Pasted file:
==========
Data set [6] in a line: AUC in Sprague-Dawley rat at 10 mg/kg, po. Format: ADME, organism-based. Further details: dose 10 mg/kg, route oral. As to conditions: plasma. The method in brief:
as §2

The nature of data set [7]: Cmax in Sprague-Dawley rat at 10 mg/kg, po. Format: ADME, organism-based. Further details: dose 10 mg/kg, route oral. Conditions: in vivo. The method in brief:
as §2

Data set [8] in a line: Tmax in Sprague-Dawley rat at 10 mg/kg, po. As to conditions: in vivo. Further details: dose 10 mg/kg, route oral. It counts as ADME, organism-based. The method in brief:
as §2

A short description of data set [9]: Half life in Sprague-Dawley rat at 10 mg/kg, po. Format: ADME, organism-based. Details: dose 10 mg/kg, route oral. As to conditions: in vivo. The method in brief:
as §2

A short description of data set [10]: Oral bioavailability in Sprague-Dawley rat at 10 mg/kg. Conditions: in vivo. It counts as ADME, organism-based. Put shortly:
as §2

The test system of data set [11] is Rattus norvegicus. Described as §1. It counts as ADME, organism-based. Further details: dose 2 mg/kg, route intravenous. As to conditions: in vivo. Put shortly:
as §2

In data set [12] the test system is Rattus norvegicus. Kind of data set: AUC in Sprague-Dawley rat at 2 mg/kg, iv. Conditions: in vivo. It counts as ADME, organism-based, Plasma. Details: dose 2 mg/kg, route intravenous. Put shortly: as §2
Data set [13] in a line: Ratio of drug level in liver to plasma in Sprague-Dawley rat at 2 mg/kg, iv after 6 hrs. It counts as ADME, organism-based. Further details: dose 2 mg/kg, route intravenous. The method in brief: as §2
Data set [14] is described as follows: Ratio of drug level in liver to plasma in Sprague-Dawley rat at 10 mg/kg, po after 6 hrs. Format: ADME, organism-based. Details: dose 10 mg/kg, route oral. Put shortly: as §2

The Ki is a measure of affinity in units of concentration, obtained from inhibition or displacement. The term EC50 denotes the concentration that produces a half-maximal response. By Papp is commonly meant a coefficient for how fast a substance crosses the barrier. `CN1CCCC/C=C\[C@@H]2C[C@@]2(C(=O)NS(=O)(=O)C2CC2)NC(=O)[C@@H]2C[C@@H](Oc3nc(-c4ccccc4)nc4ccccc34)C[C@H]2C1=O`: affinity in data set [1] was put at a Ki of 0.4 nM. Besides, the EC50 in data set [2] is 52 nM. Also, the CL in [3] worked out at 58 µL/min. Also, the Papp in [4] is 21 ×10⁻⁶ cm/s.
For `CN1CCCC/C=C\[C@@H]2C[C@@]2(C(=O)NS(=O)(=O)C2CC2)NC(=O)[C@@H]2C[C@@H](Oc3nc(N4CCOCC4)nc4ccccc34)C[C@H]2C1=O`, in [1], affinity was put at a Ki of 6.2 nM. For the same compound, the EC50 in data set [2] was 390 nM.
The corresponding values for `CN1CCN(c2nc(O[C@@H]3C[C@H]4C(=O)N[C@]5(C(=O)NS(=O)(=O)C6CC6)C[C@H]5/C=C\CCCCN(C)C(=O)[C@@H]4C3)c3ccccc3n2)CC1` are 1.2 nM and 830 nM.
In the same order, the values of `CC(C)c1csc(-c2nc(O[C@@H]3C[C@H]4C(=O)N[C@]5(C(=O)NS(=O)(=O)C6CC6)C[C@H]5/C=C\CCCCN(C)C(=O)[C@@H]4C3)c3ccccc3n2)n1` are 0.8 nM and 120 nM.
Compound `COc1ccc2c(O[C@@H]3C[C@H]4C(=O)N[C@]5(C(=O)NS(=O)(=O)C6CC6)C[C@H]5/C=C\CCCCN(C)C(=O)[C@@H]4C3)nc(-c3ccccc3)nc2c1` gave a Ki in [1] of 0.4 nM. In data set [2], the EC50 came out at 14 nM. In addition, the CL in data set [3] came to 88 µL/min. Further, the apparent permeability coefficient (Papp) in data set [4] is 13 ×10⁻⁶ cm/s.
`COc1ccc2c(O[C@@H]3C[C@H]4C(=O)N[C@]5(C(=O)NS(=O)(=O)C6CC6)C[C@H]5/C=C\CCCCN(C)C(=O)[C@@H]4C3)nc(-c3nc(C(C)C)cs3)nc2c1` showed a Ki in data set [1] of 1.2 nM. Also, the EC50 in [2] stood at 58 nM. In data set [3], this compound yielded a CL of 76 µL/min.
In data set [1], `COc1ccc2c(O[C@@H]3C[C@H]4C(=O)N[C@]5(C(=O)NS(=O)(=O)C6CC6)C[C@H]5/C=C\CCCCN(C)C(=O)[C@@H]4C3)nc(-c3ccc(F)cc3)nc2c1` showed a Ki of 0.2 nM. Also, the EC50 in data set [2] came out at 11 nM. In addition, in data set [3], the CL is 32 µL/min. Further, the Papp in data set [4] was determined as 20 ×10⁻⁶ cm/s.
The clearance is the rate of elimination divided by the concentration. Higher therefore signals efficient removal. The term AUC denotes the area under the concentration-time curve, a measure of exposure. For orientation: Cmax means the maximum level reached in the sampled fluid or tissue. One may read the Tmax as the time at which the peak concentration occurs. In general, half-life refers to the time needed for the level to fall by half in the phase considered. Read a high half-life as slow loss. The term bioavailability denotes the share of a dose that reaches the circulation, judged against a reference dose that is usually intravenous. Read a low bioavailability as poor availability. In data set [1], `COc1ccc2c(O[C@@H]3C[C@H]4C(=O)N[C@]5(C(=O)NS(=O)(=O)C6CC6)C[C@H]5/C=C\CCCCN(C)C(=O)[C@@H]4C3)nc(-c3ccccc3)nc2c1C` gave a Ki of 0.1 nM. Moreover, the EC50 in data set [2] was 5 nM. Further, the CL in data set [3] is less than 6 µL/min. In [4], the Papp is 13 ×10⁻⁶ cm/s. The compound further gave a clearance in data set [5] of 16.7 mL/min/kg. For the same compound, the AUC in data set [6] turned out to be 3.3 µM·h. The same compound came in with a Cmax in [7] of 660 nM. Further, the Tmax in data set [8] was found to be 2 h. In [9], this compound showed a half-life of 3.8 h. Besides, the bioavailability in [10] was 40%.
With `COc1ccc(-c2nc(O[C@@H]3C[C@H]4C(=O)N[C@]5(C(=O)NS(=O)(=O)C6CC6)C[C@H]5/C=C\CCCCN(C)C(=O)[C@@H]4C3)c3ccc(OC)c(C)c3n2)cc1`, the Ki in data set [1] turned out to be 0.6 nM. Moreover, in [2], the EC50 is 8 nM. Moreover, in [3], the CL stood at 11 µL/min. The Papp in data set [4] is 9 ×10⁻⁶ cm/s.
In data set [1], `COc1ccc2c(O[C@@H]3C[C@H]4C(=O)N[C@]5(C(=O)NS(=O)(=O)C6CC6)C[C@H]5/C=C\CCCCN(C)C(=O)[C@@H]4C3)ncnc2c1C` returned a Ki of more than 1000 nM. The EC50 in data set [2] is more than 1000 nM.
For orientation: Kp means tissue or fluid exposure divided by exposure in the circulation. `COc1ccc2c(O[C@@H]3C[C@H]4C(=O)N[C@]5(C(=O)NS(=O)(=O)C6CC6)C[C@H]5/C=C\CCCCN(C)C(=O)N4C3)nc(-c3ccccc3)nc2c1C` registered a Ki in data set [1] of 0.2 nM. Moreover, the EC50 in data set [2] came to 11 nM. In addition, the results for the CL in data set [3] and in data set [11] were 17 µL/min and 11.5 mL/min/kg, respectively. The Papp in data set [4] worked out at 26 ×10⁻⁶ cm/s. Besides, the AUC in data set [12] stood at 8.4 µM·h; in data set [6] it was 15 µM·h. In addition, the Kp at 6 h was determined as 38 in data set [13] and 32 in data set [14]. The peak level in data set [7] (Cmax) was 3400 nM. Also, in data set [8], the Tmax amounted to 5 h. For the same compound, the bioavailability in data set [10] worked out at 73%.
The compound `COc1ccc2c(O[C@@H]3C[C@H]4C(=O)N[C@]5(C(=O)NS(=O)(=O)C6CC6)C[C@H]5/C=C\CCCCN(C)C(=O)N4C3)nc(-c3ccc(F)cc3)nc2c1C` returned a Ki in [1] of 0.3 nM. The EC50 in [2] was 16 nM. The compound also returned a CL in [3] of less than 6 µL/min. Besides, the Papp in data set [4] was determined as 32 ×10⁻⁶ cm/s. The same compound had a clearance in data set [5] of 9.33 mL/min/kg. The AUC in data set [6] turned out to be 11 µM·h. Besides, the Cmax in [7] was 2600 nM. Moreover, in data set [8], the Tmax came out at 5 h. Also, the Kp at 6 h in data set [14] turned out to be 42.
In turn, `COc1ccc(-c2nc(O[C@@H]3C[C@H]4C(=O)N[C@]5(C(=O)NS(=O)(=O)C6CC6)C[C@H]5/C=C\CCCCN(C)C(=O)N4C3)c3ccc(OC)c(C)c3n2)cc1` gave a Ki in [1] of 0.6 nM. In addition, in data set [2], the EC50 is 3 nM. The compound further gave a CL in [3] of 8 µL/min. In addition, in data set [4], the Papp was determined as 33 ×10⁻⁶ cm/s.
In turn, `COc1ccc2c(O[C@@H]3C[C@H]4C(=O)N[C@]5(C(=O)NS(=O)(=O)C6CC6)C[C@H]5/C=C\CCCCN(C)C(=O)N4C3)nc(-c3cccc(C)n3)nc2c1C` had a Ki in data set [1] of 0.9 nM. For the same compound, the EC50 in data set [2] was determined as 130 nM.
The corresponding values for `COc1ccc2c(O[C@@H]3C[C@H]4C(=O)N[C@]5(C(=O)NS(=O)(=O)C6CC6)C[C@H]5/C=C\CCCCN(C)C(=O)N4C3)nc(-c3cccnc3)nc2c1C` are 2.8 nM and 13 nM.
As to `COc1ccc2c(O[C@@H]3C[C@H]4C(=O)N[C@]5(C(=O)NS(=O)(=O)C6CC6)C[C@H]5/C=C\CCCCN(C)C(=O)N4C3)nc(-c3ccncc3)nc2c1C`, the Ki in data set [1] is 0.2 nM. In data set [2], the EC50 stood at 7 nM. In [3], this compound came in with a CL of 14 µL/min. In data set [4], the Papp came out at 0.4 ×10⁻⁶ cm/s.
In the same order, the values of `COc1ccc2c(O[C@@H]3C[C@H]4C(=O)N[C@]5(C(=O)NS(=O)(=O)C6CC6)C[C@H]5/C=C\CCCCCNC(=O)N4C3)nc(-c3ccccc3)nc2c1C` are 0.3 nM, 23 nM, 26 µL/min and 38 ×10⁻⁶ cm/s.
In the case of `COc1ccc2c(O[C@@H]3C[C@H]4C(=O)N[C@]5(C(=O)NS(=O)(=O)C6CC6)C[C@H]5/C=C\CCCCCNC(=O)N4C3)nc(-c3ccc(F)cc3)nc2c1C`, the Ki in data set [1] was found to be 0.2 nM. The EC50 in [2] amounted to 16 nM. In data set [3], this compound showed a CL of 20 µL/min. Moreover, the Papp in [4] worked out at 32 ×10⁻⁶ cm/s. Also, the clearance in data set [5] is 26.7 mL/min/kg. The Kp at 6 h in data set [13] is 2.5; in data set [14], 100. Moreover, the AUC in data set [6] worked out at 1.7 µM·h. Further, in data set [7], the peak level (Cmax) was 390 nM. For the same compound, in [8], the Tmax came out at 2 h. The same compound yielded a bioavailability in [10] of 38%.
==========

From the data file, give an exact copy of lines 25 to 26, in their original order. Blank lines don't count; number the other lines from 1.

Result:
In data set [1], `COc1ccc2c(O[C@@H]3C[C@H]4C(=O)N[C@]5(C(=O)NS(=O)(=O)C6CC6)C[C@H]5/C=C\CCCCN(C)C(=O)[C@@H]4C3)ncnc2c1C` returned a Ki of more than 1000 nM. The EC50 in data set [2] is more than 1000 nM.
For orientation: Kp means tissue or fluid exposure divided by exposure in the circulation. `COc1ccc2c(O[C@@H]3C[C@H]4C(=O)N[C@]5(C(=O)NS(=O)(=O)C6CC6)C[C@H]5/C=C\CCCCN(C)C(=O)N4C3)nc(-c3ccccc3)nc2c1C` registered a Ki in data set [1] of 0.2 nM. Moreover, the EC50 in data set [2] came to 11 nM. In addition, the results for the CL in data set [3] and in data set [11] were 17 µL/min and 11.5 mL/min/kg, respectively. The Papp in data set [4] worked out at 26 ×10⁻⁶ cm/s. Besides, the AUC in data set [12] stood at 8.4 µM·h; in data set [6] it was 15 µM·h. In addition, the Kp at 6 h was determined as 38 in data set [13] and 32 in data set [14]. The peak level in data set [7] (Cmax) was 3400 nM. Also, in data set [8], the Tmax amounted to 5 h. For the same compound, the bioavailability in data set [10] worked out at 73%.